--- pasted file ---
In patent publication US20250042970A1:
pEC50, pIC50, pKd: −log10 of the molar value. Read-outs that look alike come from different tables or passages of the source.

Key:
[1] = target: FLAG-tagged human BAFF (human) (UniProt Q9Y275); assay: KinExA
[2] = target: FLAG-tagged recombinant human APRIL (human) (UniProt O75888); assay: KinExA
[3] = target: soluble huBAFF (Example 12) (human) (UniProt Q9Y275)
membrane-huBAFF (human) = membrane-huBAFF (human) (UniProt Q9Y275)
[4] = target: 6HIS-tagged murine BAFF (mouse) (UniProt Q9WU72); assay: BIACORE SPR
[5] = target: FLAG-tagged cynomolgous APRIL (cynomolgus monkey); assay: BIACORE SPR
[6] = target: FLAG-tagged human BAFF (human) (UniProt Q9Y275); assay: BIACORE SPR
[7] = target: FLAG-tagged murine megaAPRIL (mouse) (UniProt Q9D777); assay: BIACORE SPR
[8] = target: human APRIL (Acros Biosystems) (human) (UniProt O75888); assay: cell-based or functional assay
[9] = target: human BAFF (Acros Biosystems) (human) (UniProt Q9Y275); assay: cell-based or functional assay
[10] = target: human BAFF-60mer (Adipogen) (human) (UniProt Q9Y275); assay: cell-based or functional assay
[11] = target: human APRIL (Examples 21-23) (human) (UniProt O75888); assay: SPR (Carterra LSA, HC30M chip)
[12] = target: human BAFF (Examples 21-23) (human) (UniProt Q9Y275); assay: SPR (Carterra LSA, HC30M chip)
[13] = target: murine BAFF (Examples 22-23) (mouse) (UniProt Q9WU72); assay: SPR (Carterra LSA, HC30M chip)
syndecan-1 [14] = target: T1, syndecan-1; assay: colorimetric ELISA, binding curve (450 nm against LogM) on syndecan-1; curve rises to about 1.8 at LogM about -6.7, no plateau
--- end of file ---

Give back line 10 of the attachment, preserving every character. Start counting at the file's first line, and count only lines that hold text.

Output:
[6] = target: FLAG-tagged human BAFF (human) (UniProt Q9Y275); assay: BIACORE SPR